Poroxylon is not common, and until recently had not been found in the Lower Coal Measures of England. The plants appear to have been much smaller than Cordaites, with delicate stems which bore relatively large simple leaves. The anatomy of the root was that common in Gymnosperms, but the stem had a very large pith, and the leaves were much like those of Cordaites in having parallel veins. An important character in the anatomy of the stem was the presence of what is known as centripetal wood. This must be shortly explained. In all the stems hitherto considered, the first-formed wood cells (protoxylems, see p. 57) developed at the central point of the wood, towards the pith. This is characteristic of all Angiosperms and the higher Gymnosperms (except in a couple of recently investigated Pines), but among the lower plants we find that part of the later wood develops to the inner side of these protoxylem masses. The distinction is shown in fig. 65.
This point is one to which botanists have given much attention, and on which they have laid much weight in considering the affinities of the lower Gymnosperms and the intermediate groups between them and the ferns, which are found among the fossils. In Cordaites this point of connection with the lower types is not seen, but in Poroxylon, which has otherwise a stem anatomy very similar to Cordaites, we find groups of centripetal wood developed inside the protoxylem of primary bundles. For this reason, principally, is Poroxylon of interest at present, as in its stem anatomy it seems to connect the Cordaites type with that of the group below it in general organization.
Ginkgoales.:Reference to p. 44 shows that Ginkgo, the Maidenhair tree, belongs to the Ginkgoales, a group taking equal rank with the large and complex series of the Coniferales. The Ginkgoales of the present day, however, have but one living representative. Ginkgo stands alone, the single living species of its genus, representing a family so different from any other living family that it forms a prime group by itself.
Had the tree not been held sacred in China and Japan, it is probable that it would long since have been extinct, for it is now known only in cultivation. It is indeed a relic from the past which has been fortunately preserved alive for our examination. It belongs to the fossil world, as a belated November rose belongs to the summer.
Because of its beauty and interest the plant is now widely distributed under cultivation, and is available for study almost as freely as the other types of living Gymnosperms already mentioned, so that but a short summary of its more important features is needed here.
Old plants, such as can be seen growing freely in Japan (in Kew Gardens there is also a fine specimen), are very tall handsome woody trees, with noble shafts and many branches. The leaves grow on little side shoots and are the most characteristic external feature of the tree; their living form is illustrated in fig. 66, which shows the typical simple shape as well as the lobed form of the leaf which are to be found, with all intermediate stages, on the same tree. No other plant (save a few ferns, which can generally be distinguished from it without difficulty) has leaves at all like these, so that it is particularly easy to identify the fossil remains, of which there are many.
The wood is compact and fine grained, the rings of secondary tissue being developed from a normal cambium as in the case of the higher Gymnosperms, and the individual tracheæ have round bordered pits. There are small male cones, but the seeds are not borne in cones. They develop on special stalks on which are no scales, but a small mass of tissue at the base of the seed called the “collar”. Usually there are two young ovules, of which often only one ripens to a fleshy seed, though both may mature.
The ripe seed reaches the size shown in the diagram, and is orange coloured and very fleshy; within it is a stone encasing the endosperm, which is large, green, and starchy, and contains the embryo with two cotyledons. This embryo is small compared with the endosperm, cf. fig. 57, p. 76, which is somewhat similar to that of Ginkgo in this stage.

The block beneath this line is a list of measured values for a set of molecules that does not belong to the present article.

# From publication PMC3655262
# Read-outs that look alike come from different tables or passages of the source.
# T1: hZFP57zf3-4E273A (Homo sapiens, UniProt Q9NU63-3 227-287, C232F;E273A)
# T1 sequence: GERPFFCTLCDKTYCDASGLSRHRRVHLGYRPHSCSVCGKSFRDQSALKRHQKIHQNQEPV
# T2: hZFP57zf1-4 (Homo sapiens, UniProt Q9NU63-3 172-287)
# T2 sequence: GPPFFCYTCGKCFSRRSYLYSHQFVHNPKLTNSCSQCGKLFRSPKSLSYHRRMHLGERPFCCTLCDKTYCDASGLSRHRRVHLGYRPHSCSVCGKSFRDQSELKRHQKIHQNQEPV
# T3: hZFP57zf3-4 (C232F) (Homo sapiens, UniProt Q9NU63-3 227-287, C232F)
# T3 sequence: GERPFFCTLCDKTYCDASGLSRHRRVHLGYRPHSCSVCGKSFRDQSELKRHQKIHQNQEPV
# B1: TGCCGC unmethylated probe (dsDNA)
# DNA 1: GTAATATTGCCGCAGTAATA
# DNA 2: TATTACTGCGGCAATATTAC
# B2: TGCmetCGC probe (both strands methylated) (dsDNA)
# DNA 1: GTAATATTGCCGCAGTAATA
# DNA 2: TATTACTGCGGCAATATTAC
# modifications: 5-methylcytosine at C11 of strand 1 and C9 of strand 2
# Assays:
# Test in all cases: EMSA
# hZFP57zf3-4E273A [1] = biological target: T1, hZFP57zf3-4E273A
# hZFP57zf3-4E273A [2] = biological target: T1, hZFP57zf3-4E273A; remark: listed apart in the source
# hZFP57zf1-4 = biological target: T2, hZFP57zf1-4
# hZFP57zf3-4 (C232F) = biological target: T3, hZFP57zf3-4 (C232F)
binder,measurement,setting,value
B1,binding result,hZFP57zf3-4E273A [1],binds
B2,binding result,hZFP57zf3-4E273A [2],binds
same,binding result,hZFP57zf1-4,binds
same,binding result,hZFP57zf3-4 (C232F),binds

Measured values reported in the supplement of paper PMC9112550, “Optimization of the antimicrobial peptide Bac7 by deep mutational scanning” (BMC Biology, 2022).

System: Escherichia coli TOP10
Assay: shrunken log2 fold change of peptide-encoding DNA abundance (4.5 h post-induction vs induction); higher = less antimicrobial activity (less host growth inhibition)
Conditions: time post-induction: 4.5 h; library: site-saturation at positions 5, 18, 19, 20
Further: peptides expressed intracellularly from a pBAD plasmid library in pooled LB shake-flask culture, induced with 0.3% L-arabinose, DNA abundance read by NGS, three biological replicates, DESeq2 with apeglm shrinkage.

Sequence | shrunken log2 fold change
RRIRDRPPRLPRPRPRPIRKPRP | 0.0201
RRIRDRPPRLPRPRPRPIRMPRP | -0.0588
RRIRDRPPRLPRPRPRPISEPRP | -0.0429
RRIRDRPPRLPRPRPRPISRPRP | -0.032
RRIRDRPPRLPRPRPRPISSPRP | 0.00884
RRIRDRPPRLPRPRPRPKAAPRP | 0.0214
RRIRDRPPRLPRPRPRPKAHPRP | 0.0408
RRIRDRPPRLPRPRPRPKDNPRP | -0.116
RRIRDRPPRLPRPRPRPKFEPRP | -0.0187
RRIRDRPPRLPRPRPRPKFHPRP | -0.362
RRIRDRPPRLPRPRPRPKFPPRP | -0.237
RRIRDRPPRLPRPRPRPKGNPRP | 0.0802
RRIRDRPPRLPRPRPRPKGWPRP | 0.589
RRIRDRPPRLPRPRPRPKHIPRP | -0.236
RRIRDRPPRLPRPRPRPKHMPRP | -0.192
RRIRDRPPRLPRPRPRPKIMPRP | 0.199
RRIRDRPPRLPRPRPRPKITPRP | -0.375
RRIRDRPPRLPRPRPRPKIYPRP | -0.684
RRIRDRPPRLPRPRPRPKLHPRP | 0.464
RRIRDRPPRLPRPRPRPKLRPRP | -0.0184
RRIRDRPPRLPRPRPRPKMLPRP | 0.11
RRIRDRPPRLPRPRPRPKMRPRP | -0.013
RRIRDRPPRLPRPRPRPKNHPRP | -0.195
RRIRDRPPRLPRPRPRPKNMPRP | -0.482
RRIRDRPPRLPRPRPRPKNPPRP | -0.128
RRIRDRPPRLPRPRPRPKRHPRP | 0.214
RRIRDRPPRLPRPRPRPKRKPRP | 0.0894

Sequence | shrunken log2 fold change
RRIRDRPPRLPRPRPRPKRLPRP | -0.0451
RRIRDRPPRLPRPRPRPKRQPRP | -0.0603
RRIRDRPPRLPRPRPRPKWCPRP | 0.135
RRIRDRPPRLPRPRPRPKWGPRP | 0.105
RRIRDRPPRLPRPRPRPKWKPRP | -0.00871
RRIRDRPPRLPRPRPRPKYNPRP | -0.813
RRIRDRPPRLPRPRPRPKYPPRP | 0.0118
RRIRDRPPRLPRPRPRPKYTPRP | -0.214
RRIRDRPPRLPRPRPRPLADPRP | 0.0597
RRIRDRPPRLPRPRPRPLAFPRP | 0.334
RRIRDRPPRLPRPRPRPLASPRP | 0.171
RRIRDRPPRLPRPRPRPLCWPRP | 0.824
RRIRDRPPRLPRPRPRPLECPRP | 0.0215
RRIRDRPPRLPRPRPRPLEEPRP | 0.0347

Of the microscopic characters of the reproductive organs the most remarkable is the male cell. This is not a passive nucleus, as in the plants hitherto considered, but is an actively swimming cell of some size, provided with a spiral of cilia (hairlike structures) whose movements propel it through the water. In the cavity of the unripe seed these swim towards the female cell, and actively penetrate it. The arrangements of the seed are diagrammatically shown in fig. 68, which should be compared with that of Cycas, fig. 76, with which it has many points in common.
The nature of the male cell in Cordaites is not yet known, but there is reason to suspect it may have been actively swimming also. As this is uncertain, however, we may consider Ginkgo the most highly organized plant which has such a primitive feature, a feature which is a bond of union between it and the ferns, and which, when it was discovered about a dozen years ago, caused a considerable sensation in the botanical world.
To turn now to the fossil records of this family. Leaf impressions of Ginkgo are found in rocks of nearly all ages back even to the Upper Palæozoic. They show a considerable variety of form, and it is certain that they do not all belong to the same species as the living plant, but probably they are closely allied. Fig. 69 shows a typical impression from the Lower Mesozoic rocks. In this specimen, the cells of the epidermis were fortunately sufficiently well preserved to be seen with the microscope, and there is a distinct difference in the size and shape of the cells of living and fossil species, see fig. 70; but this difference is slight as compared with the great similarity of form and appearance, as can be seen on comparing figs. 69 and 66, B, so that the fossil is at the most a different species of the genus Ginkgo. Among the fossil leaves there is greater variety than among the living ones, and some which are very deeply lobed so as to form a divided palm-like leaf go by different names, e.g. Baiera, but they are supposed to belong to the same family. Fossil seeds and male cones are also known as impressions, and are found far back in the Mesozoic rocks. From the fossil impressions it is certain that Ginkgo and plants closely allied to it were very widespread in the past, as they are found all over Europe as well as the other continents. Particularly in the Lower Mesozoic rocks Ginkgo seems to have been a world-wide type growing in great abundance.
In the Palæozoic the records are not so undoubted, but there is strong evidence which leads us to suppose that if the genus now living were not then extant, at least other closely related genera were, and there seems to be good grounds for supposing that Ginkgo and Cordaites may have both arisen from some ancient common stock.